Tuesday, February 21, 2006

The Gift of the Papacy

A note: the following concludes my excerpts from my letter of 2/22/2002 to Pope John Paul II: On the Nature of the Papacy: Exploring Some Secular Parallels responding to his request in Ut unum sint, 95.
-- Dr. Thursday
VII. The Papacy as a Gift

Heart of Jesus, of whose fullness we have all received...[43]

This part is more mystical than the others – a kind of meditation from me as a son of the Catholic Church, rather than as a scientist.
I believe that one of the most important facets of the Papacy is that of gift. The Papacy is a great and wonderful gift which the Lord has designed and presented to us. Even more importantly, it is intimately identified with the gift-giver.
Let us, then, consider the "Petrine Commission" in Mt. 16:18 as this imparting of a great gift from God: Our Lord asks the Apostles "Who do you say that I am?" Alone among the Apostles, Peter affirms the on-going theophany: "You are Christ, the Son of the Living God." Jesus then confirms that God has revealed this truth to Peter directly (just as He revealed Mary's divine maternity to Elizabeth).
Abruptly, in a direct act of creation, Jesus says, "Thou art Peter and on this rock I will build My Church."
Hence, Peter was to be a foundation, strong and stable, as well as a point of reference on which Jesus Himself would rely in building His Church. Jesus made God's own plan depend on Peter, as He Himself relied on, and continued to rely on, the Blessed Virgin Mary, His Mother.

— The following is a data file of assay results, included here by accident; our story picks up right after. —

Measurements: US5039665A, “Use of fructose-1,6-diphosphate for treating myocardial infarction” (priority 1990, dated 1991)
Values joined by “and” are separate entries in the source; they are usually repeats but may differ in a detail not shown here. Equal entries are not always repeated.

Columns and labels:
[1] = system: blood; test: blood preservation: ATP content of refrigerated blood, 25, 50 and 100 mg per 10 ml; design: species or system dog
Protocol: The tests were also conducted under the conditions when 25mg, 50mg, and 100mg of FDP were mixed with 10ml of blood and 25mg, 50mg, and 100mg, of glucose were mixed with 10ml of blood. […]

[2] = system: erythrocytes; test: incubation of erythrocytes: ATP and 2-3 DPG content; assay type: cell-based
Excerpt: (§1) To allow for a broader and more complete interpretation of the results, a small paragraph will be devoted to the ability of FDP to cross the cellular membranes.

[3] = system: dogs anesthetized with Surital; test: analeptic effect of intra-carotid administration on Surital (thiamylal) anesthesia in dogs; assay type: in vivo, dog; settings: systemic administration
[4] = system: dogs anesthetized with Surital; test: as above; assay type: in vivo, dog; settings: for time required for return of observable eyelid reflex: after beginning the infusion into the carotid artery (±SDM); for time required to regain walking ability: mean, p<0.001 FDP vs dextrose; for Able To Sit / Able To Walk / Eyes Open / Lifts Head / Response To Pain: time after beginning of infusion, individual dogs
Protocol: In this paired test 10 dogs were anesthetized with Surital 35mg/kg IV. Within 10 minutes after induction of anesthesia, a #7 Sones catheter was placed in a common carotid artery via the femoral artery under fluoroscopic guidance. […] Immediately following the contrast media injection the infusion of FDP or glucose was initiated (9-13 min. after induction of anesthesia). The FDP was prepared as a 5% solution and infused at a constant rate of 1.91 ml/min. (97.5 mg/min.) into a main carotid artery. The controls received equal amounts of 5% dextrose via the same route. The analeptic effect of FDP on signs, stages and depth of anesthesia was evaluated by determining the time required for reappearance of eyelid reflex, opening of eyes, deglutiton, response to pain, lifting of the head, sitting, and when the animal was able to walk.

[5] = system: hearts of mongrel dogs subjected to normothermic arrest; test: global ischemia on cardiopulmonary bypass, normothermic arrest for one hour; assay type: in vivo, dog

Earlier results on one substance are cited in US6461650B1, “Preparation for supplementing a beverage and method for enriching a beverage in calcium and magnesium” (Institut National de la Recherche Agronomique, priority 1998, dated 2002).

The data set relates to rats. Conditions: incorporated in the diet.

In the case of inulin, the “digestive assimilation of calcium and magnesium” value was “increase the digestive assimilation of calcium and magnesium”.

Moreover, like an American TV slogan of a few years ago, the Papacy is "the gift that keeps on giving." The only comparable gift is the universe itself – which we can continue to unpack, and explore and find enjoyment in. This is the paradoxical character of every divine act, that it is exceedingly simple and yet possessing seemingly infinite detail and subtlety. We can keep on unpacking the Papacy just as we can keep on unpacking Christmas. What a great surprise!
There are, however, some very practical considerations to the gift, which are not simply a global function of naming or of unifying like the ISO or the conductor of a symphony, which I will proceed to consider.

1. A Gift of Humility (The Papacy as a defence against pride)

"But I have prayed for thee, Simon, that thy faith fail not, and thou, being once converted, confirm thy brethren" (Lk 22:32).

The Papacy carries with it a correlative gift of humility. Long before he was a Catholic, Chesterton wrote that the "best work" of the Catholic Church was her work against pride:
Now, one of these very practical and working mysteries in the Christian tradition, and one which the Roman Catholic Church, as I say, has done her best work in singling out, is the conception of the sinfulness of pride. Pride is a weakness in the character; it dries up laughter, it dries up wonder, it dries up chivalry and energy.[44]
I think Chesterton is right about this, not merely because pride is the deadliest of sins, which the Church in her holiness strives to protect her children against, but because there is an essential character of the Papacy which strengthens the Church against pride. It is parallel with all of Chesterton's paradoxes, and fully in keeping with the wonder of the Divine, that the safeguard of humility is in this granting of the divine authority to one human being.
It is a humbling thing to have to bend to that authority. And pride takes a lot of bending, which is why the Papacy is hard to accept. Bending to authority is common, and is taken without complaint in many other aspects of human life: the oboe players and the second violinists conform to the conductor's indications; the chemist relies on the IUPAC nomenclature; people all over the world conform to and rely on the authority and constraints imposed on them by committees, or even by individuals; yet few people realize that this authority is being exerted, and fewer would even attempt to challenge its ex cathedra statements.